July 4th Weekend on WRTI Will Bring a Smile To Your Face!
So, your Independence Day weekend may be a little different this year, but one thing is the same: WRTI is here for you. We have classical and jazz fireworks planned for Friday, Saturday, and Sunday. Details from playlists and special shows for each day are listed below.
We start off on Friday with a one-of-a-kind American destinations playlist. Starting with the whisper of the Shenandoah Valley and ending with the bang of Ellington’s A Train, we take you up and down, over and across the contiguous 48 in a musical travelogue throughout the day.
Your morning host Gregg Whiteside dives right in with the “Sounds of the Hudson” in the hands of who else but trumpeter Wynton Marsalis. And later, Grammy-winning Jeff Tyzik and his Rochester Pops share one of their signature showstoppers, “Bravo! Colorado."
Mark Pinto takes the reins from 10 AM, criss-crossing the country with stops in Manhattan, Mississippi, and Sheyenne. Don’t miss John Adams’ Short Ride in a Fast Machine racing through the noon hour followed by James P. Johnson’s suite based on the St. Louis Blues. You’ll hear performances from Chanticleer, Imani Winds, Joshua Bell, Mark O’Connor, The 5 Browns and our own Philadelphia Orchestra.
All afternoon, the sounds and scenery just keep coming and host Melinda Whiting leads our whistle-stop tour from 2 to 6 PM. Ron Nelson’s Aspen Jubilee, Paquito d’Rivera’s Cape Cod Files, Ulric Cole’s Metropolitones and Norman Dello Joio’s City Profiles are all in store. Plus, there’s music by George Gershwin, Aaron Copland, Morton Gould, Michael Torke, Michael Abels and one of the first ladies of ragtime, May Aufderheide. We also take time out to celebrate the first symphonic work written and published by an American woman back in 1894. Hear in full Amy Beach’s Symphony in E minor.
On the jazz side, kick off your weekend with new music steeped in American tradition on Nouveau Jazz Showcase from 6 to 10 PM. Ms. Blue will highlight jazz artists serving up a slice of Americana, like Dave Stryker and Bob Mintzer’s version of “Wichita Lineman,” Irvin Mayfield’s traditional New Orleans delivery of this great music. Rene Marie and Todd Marcus will enhance your backyard listening with music about our country.
Saturday Morning Classical Coffeeouse with Debra Lew Harder from 6 AM to noon on July 4th has fun, fantasy, and fanfare in store for you with a celebration of American composers and performers, and tributes to these United States, for Independence Day.
Bernstein, Gershwin, and Copland are the big names on the list, but Philip Glass, Samuel Barber, Dana Suesse, Leroy Anderson, Pat Metheney, Chet Atkins, and Gwyneth Walker will also delight your ears. You’ll hear beautiful choral works of Morten Lauridsen and Stephen Foster, and take a nostalgic pause with the haunting strains of Jay Ungar’s Ashokan Farewell, played by Time for Three.
Selections from the "Great White Way" will put “a song in your heart,” and the Silver Screen will brighten your imagination with music by John Williams and Jerry Goldsmith. Black composers Florence Price, William Grant Still and James P. Johnson will bring their memorable energy to the Coffeehouse.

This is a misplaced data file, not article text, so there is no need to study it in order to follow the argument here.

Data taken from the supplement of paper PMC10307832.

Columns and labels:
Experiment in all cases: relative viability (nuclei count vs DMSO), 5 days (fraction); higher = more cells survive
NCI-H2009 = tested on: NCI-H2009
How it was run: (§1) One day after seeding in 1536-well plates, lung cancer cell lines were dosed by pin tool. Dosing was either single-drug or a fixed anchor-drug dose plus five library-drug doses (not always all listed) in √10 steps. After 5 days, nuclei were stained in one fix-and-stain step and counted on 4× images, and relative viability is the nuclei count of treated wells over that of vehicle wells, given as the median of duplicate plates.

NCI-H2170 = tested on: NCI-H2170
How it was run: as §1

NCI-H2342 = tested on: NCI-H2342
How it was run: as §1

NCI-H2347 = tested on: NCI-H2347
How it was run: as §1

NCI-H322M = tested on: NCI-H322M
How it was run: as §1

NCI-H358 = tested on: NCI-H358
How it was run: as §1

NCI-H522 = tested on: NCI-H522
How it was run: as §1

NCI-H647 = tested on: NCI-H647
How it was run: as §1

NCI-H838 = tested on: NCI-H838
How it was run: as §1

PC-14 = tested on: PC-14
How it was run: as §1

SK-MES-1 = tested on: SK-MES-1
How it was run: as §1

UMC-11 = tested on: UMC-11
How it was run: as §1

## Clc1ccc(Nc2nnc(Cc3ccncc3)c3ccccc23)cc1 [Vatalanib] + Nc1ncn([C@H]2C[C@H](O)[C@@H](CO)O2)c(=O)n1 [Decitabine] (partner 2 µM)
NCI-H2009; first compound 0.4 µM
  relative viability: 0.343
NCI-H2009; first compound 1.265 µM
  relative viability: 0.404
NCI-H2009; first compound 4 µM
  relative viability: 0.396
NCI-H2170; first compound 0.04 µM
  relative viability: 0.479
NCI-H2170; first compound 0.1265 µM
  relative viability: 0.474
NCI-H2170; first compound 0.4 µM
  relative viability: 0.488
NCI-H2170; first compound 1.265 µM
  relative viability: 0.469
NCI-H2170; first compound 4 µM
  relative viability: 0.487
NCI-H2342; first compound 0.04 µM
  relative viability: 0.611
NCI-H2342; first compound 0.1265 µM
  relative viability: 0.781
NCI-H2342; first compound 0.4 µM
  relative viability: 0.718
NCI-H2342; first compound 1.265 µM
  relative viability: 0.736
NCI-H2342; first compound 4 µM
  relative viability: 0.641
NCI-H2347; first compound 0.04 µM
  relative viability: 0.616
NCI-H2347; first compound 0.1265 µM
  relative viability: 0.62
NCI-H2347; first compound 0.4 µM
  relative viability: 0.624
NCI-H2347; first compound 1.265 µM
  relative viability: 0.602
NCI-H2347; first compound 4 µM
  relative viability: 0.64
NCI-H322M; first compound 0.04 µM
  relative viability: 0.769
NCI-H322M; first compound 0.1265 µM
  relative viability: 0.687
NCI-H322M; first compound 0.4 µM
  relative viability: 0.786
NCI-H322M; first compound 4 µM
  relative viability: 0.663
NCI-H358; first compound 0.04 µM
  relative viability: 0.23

For those of you longing for a real baseball game, Peter Hamlin’s “Casey at the Bat,” sung by Cantus, will make you chuckle. Jessye Norman will move you in a powerful rendition of “Amazing Grace,” and we’ll cap it all off with—what else?—John Philip Sousa’s “Stars and Stripes Forever.” Be sure to vote here for our all-American Special Saturday Espresso, too!
During jazz hours, catch the spirit of the holiday with Ryan Gottlieb on Jukebox Jazz starting at 6 PM. He’ll be serving up jazz interpretations of American classics like, “When Johnny Comes Marching Home,” Simon and Garfunkels’s “America” and Creedence Clearwater Revival’s “Fortunate Son” while you are flipping burgers. Popular jazz artists like Dena DeRose, Kurt Elling and Jacqui Naylor will not only help you celebrate, but reflect on our nation’s independence.
On Sunday, from 9 AM to 1 PM, Mr. Perkins will bring you the “oldies but goodies” during his Sunday Jazz Brunch. BP with the GM will serve some nostalgia along with those eggs, with some classic big bands and songs that are synonymous with America.
Switching over to the classical side, Gregg Whiteside is your host as we bring you Wynton Marsalis’s 2009 composition Blues Symphony performed by The Philadelphia Orchestra. A marriage of jazz with symphonic traditions, the symphony explores the vast canvas of American musical styles—from the blues to gospel, from ragtime to the shuffle—to create a meditation on what Marsalis calls our “enduring American rhythm.”
Celebrating the Great American Songbook is a great way to mark this holiday, and Bob Craig plans on doing just that. Join him for Voices In Jazz on WRTI HD-2 or our jazz stream on Sunday at 3 PM as he honors master composer and arranger Johnny Mandel, who passed away on June 29th at the age of 94. Bob will also feature the music of Mandel on Voices in Big Band Jazz on WRTI 90.1 starting at 6 PM and continue with American city songs theme.
At 4 PM, it's the Wanamaker Organ Stokowski Celebration with Symphony in C and Macy's Philadelphia Grand Court Organist Peter Richard Conte.
At 8 PM, on Jazz Night in America, "Inspired By Injustice, Wynton Marsalis Reflects On His Music," in a conversation with host Christian McBride. Reflecting on our current wave of protests and the removal of public monuments, they connect this moment with a historical struggle. You'll also hear some of the music Marsalis has made to this end, from Black Codes to Blood on the Fields to a small-group work, From the Plantation to the Penitentiary.
Then starting at 9 PM, Ryan Gottlieb helps you wind down for the night with In a Mellow Tone.
A holiday weekend of very special music on WRTI! Join us.